Wisconsin Democrats on Thursday announced a legislative effort that seeks to repeal the state's ban on gay marriage.

Flanked by marriage equality advocates, Rep. JoCasta Zamarripa and Senator Tim Carpenter, both Democrats, announced the effort at the state Capitol in Madison.

A majority (59%) of voters in 2006 approved a constitutional amendment which defines marriage as a heterosexual union. Wisconsin law also makes it a crime for gay couples to legally marry in another state. Neighboring states Iowa, Minnesota and Illinois have legalized same-sex marriage.

All 15 Senate Democrats are backing the proposed legislation, which faces an uphill battle in the Republican-led Wisconsin Legislature.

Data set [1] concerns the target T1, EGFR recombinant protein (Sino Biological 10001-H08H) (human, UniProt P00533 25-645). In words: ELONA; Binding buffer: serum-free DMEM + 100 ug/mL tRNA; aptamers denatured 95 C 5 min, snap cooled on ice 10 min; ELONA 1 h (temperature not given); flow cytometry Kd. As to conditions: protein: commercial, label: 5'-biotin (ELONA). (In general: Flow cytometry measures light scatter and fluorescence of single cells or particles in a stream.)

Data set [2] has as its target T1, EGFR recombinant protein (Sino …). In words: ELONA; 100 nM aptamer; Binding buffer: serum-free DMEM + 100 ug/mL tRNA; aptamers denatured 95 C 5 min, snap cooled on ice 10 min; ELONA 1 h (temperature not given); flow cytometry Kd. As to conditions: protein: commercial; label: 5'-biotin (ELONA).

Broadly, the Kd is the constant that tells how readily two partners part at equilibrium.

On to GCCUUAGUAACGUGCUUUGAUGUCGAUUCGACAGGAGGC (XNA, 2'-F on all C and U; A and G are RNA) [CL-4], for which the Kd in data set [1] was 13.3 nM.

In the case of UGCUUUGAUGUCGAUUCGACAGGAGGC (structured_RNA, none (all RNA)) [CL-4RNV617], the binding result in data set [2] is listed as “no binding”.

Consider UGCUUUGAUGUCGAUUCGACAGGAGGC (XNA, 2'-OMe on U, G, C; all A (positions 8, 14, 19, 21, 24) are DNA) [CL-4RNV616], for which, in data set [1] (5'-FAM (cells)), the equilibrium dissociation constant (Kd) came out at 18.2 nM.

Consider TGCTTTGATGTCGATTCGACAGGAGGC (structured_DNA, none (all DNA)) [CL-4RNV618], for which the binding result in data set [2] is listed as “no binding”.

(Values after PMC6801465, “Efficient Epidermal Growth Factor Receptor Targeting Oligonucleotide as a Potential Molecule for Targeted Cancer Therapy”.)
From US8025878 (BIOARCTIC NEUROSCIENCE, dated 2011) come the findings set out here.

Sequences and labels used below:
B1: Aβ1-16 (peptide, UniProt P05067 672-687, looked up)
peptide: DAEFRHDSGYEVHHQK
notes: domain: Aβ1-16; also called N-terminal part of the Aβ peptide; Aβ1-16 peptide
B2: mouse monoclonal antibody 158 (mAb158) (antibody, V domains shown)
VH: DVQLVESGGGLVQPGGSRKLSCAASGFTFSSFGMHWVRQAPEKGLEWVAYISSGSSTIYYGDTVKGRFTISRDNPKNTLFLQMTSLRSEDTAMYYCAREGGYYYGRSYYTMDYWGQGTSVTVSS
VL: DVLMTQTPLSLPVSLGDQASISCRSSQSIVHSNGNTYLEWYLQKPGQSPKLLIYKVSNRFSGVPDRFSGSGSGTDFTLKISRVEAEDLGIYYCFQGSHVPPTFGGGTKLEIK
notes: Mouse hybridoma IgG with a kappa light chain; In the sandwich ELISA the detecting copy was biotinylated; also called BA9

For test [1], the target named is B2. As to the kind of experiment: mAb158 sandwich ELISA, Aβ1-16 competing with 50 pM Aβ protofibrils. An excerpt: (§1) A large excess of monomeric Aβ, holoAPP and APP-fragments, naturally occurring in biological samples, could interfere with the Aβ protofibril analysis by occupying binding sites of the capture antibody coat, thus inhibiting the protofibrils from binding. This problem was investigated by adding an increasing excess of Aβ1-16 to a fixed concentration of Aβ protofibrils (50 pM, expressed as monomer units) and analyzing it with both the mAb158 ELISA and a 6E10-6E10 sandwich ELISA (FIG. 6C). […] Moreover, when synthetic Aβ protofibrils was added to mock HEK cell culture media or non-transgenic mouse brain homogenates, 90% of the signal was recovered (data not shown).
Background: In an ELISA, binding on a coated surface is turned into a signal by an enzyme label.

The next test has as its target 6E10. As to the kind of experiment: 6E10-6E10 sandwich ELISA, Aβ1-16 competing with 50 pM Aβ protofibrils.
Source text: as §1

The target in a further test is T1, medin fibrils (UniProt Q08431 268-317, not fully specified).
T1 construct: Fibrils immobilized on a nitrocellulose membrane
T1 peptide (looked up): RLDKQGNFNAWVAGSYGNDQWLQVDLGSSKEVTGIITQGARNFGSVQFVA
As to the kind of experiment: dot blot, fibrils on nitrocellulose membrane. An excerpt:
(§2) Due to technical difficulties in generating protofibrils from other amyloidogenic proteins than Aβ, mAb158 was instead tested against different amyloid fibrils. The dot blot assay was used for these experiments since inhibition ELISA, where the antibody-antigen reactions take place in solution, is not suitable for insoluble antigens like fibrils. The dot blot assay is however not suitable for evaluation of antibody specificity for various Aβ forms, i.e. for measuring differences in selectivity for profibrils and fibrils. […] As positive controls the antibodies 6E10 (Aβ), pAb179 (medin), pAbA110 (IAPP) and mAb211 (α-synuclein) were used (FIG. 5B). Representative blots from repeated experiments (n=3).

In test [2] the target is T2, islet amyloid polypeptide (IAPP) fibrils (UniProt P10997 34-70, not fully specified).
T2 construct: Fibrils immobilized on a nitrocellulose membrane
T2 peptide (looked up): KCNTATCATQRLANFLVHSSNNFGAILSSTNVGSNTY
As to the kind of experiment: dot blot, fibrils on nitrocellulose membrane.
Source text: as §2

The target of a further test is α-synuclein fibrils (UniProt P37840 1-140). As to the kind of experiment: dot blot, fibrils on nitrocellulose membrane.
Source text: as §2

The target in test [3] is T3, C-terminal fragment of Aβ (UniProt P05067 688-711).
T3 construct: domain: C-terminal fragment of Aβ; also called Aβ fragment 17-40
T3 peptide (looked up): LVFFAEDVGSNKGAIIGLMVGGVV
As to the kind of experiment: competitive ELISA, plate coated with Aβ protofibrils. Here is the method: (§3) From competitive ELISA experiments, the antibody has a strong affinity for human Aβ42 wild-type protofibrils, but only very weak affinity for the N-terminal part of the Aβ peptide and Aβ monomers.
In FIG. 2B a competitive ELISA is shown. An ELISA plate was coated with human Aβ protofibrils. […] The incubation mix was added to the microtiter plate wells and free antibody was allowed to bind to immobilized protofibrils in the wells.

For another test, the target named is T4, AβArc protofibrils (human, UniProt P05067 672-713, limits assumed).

While Republican Governor Scott Walker's signature is not needed for the question to reach voters, he has strongly voiced his opposition to marriage equality.

(Related: Scott Walker calls gay marriage ban part of “healthy balance” of LGBT rights.)

Wisconsin currently recognizes gay and lesbian couples with domestic partnerships, which offer couples access to some of the protections of marriage but are not recognized by the federal government.

“Repealing our ban and moving one step closer to allowing same-sex couples to join [in] marriage is critical to ensure that all families are treated with dignity and respect,” Katie Belanger, president and CEO of Fair Wisconsin, the state's largest LGBT rights advocate, said during Thursday's press conference.

The announcement comes a week after four couples filed a federal lawsuit challenging the constitutionality of the state's ban.

(Related: Four couples challenge Wisconsin's gay marriage ban.)